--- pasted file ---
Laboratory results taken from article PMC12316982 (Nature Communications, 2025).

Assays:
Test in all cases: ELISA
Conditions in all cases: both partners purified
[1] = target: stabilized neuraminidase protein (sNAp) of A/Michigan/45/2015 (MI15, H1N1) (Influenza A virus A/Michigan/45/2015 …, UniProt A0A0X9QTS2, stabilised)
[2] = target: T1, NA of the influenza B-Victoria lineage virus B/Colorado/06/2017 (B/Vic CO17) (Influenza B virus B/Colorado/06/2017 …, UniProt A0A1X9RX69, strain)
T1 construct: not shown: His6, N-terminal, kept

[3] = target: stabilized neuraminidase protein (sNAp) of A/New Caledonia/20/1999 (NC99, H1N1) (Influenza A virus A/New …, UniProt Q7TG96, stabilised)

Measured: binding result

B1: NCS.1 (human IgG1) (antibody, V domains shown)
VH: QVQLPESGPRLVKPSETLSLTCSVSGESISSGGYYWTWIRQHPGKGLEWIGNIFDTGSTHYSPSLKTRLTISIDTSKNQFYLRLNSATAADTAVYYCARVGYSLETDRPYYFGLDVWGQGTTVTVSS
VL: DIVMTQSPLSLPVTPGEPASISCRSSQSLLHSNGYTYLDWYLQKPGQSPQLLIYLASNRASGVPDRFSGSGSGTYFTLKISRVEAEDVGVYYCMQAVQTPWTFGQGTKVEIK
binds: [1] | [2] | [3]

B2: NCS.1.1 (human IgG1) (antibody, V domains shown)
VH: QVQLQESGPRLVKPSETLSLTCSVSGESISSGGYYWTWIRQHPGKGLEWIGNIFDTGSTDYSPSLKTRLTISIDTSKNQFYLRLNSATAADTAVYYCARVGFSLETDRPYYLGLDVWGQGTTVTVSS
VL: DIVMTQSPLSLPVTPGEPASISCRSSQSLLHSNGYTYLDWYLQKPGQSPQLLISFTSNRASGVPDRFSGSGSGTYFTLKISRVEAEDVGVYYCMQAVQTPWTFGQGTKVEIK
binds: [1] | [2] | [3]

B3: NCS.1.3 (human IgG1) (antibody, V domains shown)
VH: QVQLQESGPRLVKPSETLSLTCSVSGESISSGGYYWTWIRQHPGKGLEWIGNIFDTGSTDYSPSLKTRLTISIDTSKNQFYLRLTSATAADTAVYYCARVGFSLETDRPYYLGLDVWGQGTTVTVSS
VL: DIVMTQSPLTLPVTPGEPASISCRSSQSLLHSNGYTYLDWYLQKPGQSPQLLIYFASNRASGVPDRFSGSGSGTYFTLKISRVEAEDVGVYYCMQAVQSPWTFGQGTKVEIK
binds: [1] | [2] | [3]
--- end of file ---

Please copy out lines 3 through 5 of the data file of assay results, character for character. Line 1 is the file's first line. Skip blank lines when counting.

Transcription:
Test in all cases: ELISA
Conditions in all cases: both partners purified
[1] = target: stabilized neuraminidase protein (sNAp) of A/Michigan/45/2015 (MI15, H1N1) (Influenza A virus A/Michigan/45/2015 …, UniProt A0A0X9QTS2, stabilised)